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MIDDLETOWN — Children’s Home of Poughkeepsie youth counselor Uniquah Jackson smirked on Wednesday as one of her 14-year-old charges made a heartfelt declaration at QB Ball in Middletown.
“When I get out, I’m going to FaceTime and call all of you” counselors at the home, said Kathryn, of Poughkeepsie, who’s lived for about two weeks in the home, which provides emergency housing for children dealing with abuse, neglect and maltreatment.
Asked why she’ll call the counselors even after she’s placed in safe housing, Kathryn said they “help you learn how to make the right decisions, like not to just follow everybody else.”
“It’s very special that they (the counselors) are here, especially on the holidays when they should be spending time with their families, and they’re spending time with us and helping us,” she added.
QB Ball, where competitors try to knock over bowling pins with footballs, teamed with other local businesses to buy the home’s children pizza and desserts on Christmas.
The businesses’ goals: Remind the children that love can be real, some adults do care, and, if the kids hang on, life can improve or, at the very least, they can get better at handling its trials.
Among those pitching in to show the children a good time on the holiday were the mid-Hudson law firm of Sobo & Sobo, Superior Mortgage Services of Chester, Ulster Computers Inc. and a local State Farm branch.
QB Ball, located next to Clemson Bros. Brewery on Cottage Street, opened on the holiday with the children in mind.
“It’s all of our responsibilities to take care of children out there, not just our children,” said QB Ball owner Ari Lehman, who hopes to make it a holiday tradition to host children facing difficult circumstances.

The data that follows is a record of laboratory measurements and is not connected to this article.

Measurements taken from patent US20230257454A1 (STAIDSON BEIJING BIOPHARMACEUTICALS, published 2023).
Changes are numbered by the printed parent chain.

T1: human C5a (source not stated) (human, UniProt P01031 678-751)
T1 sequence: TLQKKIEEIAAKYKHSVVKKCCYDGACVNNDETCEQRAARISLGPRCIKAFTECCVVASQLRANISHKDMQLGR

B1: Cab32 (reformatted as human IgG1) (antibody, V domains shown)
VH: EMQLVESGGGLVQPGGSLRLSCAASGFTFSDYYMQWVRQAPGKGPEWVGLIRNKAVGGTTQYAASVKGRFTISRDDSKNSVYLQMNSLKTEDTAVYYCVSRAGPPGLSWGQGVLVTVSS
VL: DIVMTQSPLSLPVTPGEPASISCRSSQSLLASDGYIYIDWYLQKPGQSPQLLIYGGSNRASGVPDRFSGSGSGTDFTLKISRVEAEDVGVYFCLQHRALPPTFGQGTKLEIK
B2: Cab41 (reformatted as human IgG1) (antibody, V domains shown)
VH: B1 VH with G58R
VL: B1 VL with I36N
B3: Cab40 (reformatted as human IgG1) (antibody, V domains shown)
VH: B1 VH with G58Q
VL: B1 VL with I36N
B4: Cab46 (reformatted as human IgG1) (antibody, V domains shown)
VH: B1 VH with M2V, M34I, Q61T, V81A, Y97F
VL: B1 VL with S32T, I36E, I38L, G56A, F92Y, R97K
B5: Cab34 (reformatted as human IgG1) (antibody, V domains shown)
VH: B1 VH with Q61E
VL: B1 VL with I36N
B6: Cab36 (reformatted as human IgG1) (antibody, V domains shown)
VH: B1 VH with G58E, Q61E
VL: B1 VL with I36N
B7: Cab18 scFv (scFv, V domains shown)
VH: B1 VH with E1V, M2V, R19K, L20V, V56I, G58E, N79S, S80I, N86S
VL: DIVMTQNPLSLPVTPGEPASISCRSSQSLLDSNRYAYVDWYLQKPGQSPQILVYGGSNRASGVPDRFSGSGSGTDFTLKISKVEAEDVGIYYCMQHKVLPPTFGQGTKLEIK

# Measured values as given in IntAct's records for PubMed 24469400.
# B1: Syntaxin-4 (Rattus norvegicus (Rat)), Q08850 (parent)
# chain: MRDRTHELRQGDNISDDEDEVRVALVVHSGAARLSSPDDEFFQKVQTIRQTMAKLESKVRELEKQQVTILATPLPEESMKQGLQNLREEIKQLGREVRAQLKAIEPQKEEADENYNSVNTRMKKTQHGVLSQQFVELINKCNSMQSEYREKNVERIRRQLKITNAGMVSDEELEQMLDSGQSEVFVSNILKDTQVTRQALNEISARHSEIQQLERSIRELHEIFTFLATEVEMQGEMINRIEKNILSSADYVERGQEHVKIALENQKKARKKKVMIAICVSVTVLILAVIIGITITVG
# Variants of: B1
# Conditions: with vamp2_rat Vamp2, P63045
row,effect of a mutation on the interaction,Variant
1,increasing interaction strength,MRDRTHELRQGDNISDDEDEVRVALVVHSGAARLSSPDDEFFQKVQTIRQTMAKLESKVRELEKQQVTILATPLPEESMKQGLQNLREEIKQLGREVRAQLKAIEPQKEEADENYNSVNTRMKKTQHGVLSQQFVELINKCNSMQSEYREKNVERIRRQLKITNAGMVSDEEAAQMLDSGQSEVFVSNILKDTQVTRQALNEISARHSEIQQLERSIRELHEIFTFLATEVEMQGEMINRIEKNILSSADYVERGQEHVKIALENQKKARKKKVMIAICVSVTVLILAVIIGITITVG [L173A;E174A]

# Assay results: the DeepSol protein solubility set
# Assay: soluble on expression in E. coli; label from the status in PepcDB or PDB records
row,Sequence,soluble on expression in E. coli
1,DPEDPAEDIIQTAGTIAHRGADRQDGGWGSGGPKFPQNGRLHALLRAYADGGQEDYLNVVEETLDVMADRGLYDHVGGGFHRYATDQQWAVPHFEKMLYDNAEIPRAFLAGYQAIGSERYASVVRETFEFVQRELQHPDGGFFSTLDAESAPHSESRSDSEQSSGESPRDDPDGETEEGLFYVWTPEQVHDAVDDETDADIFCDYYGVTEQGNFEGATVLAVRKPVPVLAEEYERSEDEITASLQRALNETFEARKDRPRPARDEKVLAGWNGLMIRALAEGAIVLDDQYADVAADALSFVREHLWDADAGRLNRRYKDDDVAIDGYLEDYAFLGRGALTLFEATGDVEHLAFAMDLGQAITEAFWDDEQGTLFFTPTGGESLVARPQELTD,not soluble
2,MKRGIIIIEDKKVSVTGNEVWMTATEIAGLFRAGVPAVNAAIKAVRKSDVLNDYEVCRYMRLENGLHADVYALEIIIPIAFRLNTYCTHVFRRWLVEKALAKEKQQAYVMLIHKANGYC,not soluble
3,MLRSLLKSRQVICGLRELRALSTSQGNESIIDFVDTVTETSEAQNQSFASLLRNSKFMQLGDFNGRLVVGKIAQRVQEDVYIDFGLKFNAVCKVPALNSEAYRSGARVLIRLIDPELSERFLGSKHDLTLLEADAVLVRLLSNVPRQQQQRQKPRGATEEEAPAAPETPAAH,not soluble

Nearby, Lehman’s daughter, Nina Lehman, QB Ball’s 20-something-year-old manager, whirled about, smiling and cleaning hither and thither, after the children left.
Staff at the 172-year-old Children’s Home of Poughkeepsie seek to teach their own lessons – from woodworking to career-building, cooking and people skills, said Jackson.
“We never know how long we’ll actually have a child” before they’re placed in a safe home with family, through foster care or via adoption, Jackson said.
“Most of the children have gone through a lot of traumatic things, so they don’t see much of a future,” Jackson added. “But they’re in great hands with people who care and who want to give them a bright future.”
But while the adults sought to teach the children about fun and hope, at least one child had her own lesson, which she wanted to share with local adults.
Those hung up on buying the perfect presents should “appreciate what you have because other people don’t have what you have,” said Kathryn from the children’s home. “Other people don’t have food. Other people don’t have family. Other people don’t have shoes. They don’t have the love that everybody else gives you.”
Haven’t heard of QB Ball? You’re missing out, man. Sometimes called “fowling,” QB Ball is a fusion of football and bowling, requiring all of the dexterity to knock down pins but rather than bowling, you toss the ol’ pigskin. Plus, with cornhole leagues and axe throwing, QB Ball is not your typical night out. There is a full-service bar with cocktails and over 35 beers to choose from. Food is brought in from Clemson Bros. Brewery next door. Sandwiches, pizza, and burgers like the Big Bad Wolf — loaded with bacon, a bacon onion jam, Taylor ham, and smoked gouda — keep you fueled up for the next game, with vegetarian options available.
Middletown — 14 Cottage St, Unit 4, 845.467.4074
MIDDLETOWN Apr 21, 2018 – Tom Roome remembers his reaction last May, when childhood friend Ari Lehman asked him to co-found a football-bowling business in New York.
Roome was somewhere between dismissive and derisive when Lehman began gushing about investing in fowling. It’s a fledgling sport, popular in Michigan, where players topple each other’s bowling pins by throwing footballs.
“I said, ‘Ari, you’re out of your mind,’ when he first called, and I hung up the phone,” said Roome, who still lives in the Village of Warwick. “I was concerned about his mental well-being.”
A year later, the pair is working toward a Memorial Day weekend opening for QB Ball in more than 10,000 square feet of Middletown’s former Clemson Brothers Hacksaw factory on Cottage Street, next to the Clemson Brothers Brewery. Read more of the article here...
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